Tuesday, October 27, 2020

The Truth that Truly Sets Free. . .

Sermon for Reformation Day (Observed) preached on Sunday, October 25, 2020, by the Rev. Daniel M. Ulrich.

    Jesus’ words are often heard as cliché.  “The truth will set you free” (Jn 8:32).  How often have you heard that?  These are common words spoken by parents to children; therapists to patients; teachers to students. We say it all the time, but what do we mean when we say it?  Usually we’re talking about the emotional relief that comes from not having to keep a lie going or a secret hidden anymore.  And this is true.  There is a sense of relief that comes from confessing a lie, from revealing a secret.  But this isn’t the freedom that Jesus talks about.  The freedom of the Truth is so much more than temporary emotional relief. 
    Today we live in a postmodern world that says individuals get to define their own personal truth.  The motto is “Your truth may be different from my truth and that’s okay...unless your truth says mine is wrong.”  But that’s not how truth works.  There can only be one true truth, and that’s the truth of God, the truth of Christ revealed in God’s Word. 
Jesus spoke this truth to some Jews saying, “If you abide in my word, you are truly my disciples, and you will know the truth, and the truth will set you free” (Jn 8:31-33).  The people who heard this were offended.  How could Jesus say that, implying they were slaves?  They were descendants of Abraham, a free man, and so were they.  They must’ve conveniently forgotten their Jewish history and enslavement to the Egyptians, or how they were currently under Roman rule.  They believed they’d always been free.  That was their truth, but it was false.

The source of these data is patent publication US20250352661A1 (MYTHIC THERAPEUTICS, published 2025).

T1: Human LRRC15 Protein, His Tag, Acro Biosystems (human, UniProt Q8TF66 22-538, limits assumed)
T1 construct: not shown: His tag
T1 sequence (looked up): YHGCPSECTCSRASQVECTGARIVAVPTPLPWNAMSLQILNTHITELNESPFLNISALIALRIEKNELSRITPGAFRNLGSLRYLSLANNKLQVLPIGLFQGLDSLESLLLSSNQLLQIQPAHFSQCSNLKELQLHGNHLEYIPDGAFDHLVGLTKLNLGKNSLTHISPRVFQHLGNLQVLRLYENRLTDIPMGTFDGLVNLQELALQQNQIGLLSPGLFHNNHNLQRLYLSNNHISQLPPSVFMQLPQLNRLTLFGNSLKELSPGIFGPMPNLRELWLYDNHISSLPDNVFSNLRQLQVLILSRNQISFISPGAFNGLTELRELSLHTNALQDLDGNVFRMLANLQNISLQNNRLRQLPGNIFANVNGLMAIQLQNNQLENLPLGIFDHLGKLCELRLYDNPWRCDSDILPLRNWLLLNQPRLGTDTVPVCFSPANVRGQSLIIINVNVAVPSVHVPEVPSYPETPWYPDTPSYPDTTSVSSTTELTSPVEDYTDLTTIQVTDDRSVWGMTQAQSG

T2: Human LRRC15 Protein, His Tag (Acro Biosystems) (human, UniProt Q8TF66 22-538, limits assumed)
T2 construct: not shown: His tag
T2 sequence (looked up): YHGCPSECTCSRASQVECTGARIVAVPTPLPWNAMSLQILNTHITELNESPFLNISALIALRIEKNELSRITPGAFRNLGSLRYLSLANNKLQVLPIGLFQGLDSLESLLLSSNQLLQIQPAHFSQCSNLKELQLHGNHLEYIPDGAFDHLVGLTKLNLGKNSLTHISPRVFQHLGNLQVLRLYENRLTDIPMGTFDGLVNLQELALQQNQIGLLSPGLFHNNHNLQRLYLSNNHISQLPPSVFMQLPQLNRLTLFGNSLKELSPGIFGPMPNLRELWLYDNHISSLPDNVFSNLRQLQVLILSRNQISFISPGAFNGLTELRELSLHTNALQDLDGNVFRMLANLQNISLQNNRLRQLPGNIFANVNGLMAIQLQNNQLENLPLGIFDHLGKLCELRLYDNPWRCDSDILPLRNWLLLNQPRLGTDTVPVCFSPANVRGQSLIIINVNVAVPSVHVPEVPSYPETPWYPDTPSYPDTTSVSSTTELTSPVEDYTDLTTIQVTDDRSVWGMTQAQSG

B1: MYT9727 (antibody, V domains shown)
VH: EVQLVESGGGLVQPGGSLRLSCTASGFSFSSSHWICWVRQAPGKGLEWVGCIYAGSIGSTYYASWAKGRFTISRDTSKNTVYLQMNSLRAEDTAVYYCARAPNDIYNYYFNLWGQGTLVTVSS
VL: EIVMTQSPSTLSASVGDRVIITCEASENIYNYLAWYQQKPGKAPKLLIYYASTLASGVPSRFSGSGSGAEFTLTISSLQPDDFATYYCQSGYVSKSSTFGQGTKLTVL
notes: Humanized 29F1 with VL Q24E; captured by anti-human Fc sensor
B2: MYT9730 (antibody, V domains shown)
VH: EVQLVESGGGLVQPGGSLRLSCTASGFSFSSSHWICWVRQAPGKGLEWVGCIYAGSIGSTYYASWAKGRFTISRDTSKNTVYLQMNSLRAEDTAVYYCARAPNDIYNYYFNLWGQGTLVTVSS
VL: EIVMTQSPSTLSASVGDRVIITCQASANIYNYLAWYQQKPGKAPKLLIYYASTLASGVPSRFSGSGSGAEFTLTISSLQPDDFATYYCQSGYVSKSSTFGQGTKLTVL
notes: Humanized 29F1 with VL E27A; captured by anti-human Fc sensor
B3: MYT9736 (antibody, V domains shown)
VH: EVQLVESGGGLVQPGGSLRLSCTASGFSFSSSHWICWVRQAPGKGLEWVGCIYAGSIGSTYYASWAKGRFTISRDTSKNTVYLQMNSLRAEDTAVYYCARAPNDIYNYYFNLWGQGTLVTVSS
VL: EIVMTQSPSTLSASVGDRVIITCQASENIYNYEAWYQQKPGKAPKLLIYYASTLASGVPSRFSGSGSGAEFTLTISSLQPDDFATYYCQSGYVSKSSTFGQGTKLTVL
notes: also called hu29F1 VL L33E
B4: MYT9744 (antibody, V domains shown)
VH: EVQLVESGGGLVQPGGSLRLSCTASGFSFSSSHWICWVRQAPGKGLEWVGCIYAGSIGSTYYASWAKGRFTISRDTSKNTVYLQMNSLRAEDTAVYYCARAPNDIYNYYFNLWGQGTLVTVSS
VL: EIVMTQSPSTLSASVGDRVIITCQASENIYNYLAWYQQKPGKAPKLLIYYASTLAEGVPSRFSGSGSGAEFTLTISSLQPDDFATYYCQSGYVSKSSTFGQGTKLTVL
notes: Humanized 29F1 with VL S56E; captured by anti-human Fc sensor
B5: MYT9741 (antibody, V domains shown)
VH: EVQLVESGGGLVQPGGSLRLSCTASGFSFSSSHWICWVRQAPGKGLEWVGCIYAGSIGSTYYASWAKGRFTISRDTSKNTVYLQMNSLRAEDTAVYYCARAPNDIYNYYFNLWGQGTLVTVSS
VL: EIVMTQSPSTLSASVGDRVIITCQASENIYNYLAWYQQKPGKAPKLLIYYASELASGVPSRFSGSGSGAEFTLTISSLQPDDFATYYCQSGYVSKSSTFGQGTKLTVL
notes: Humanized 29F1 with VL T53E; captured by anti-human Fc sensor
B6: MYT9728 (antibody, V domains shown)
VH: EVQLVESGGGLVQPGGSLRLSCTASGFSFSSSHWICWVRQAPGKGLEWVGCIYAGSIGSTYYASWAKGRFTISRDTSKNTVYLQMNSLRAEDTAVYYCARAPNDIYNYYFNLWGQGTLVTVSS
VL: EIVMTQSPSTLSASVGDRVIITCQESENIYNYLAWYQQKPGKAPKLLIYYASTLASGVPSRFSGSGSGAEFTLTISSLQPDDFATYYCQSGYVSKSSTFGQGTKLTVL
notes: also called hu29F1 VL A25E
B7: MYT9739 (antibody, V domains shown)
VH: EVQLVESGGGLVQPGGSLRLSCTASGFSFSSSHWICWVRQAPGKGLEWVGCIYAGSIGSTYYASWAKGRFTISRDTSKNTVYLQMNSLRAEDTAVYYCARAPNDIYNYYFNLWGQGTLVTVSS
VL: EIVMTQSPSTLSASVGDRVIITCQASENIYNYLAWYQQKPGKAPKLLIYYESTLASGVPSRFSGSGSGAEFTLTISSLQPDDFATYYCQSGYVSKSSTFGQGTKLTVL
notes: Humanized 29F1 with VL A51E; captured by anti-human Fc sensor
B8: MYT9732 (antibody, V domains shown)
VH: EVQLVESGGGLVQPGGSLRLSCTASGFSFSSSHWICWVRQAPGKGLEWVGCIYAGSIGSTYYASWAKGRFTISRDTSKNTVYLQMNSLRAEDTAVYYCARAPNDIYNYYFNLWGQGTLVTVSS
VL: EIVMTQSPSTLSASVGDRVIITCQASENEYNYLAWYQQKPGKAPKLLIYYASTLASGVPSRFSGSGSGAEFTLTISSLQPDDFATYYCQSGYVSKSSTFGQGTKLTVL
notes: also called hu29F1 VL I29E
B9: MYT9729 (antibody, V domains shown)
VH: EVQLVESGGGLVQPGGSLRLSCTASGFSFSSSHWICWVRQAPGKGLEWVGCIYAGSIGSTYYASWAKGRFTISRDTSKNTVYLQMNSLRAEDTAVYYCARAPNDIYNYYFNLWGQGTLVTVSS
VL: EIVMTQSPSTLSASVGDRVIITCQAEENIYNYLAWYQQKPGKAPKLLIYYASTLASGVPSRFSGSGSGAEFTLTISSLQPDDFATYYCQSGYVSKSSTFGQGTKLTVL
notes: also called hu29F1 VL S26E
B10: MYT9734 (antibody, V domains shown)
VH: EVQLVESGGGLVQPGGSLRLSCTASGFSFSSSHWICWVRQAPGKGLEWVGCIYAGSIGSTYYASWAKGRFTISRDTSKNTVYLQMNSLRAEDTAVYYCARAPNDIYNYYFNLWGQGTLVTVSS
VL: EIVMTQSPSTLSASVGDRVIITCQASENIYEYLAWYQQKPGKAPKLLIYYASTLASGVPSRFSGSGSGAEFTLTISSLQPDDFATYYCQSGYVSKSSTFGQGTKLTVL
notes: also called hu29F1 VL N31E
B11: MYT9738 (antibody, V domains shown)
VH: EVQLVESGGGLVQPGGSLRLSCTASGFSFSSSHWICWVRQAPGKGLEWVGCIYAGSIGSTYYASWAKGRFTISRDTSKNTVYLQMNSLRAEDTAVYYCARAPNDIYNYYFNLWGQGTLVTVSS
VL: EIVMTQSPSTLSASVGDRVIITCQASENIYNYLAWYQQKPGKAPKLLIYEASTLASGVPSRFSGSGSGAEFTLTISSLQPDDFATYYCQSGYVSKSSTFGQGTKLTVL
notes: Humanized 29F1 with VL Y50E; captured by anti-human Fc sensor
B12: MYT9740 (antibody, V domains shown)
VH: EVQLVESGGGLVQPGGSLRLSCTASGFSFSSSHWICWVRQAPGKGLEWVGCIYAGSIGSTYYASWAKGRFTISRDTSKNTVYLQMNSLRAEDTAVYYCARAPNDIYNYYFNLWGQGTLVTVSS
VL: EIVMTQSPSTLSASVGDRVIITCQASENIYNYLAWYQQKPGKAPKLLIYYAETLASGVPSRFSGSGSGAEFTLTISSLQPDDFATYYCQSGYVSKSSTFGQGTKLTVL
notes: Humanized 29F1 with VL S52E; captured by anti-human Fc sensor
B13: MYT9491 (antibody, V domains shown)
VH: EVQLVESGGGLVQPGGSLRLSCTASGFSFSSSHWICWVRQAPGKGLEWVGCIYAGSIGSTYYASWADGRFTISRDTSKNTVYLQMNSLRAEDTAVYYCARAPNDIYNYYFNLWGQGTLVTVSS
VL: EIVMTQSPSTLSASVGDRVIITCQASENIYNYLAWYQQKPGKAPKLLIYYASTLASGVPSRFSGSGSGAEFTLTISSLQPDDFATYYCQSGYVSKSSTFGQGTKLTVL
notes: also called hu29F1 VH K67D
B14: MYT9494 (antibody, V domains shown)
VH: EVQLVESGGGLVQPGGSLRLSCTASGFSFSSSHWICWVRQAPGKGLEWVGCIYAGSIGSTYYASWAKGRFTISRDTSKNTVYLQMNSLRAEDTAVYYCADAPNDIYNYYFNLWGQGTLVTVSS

But Jesus wasn’t speaking of an earthly enslavement to a foreign power.  He was speaking of enslavement to sin.  “Truly, truly, I say to you, everyone who practices sin is a slave to sin” (Jn 8:34).  The truth is, they were slaves to sin...and so are we.
We’re sinners, all of us, everyone in the world, each and every one of us sitting here today, we are sinners.  That’s the truth, whether we want to believe it or not.  But we know this is truth when we compare our works and words and thoughts and desires against God’s Law.  
This isn’t something that’s easy to do, at least, to do faithfully and right.  Yes, we will generally admit that we’re sinners.  Nobody is perfect.  But to sit down and actually measure our lives against the rule of God’s Law that’s hard because we need to understand the fullness and depth of God’s Law and Commandments.  
The 9th and 10th commandments aren’t just about desiring something you don’t have, but being thankful for what the Lord has given you.  The 8th commandment doesn’t just include gossip and lies about others, but how we interpret their thoughts and motives.  The 7th commandment doesn’t just forbid taking things that don’t belong to you, but also being lazy on the job.  The 6th commandment isn’t just about sleeping with someone who isn’t your spouse, but about how we view marriage and children and what we choose to look at and think about.  The 5th isn’t just about physically taking another person’s life, but not supporting their physical needs.  The 4th isn’t just about mom and dad, but about all authority God has placed over us.  The 3rd isn’t just about one specific day of the week devoted to God and worship, but how we worship our Lord all day every day.  The 2nd isn’t just about taking God’s name in vain but also about how we pray.  And the 1st isn’t just about bowing down to an idol, but what and who we trust in.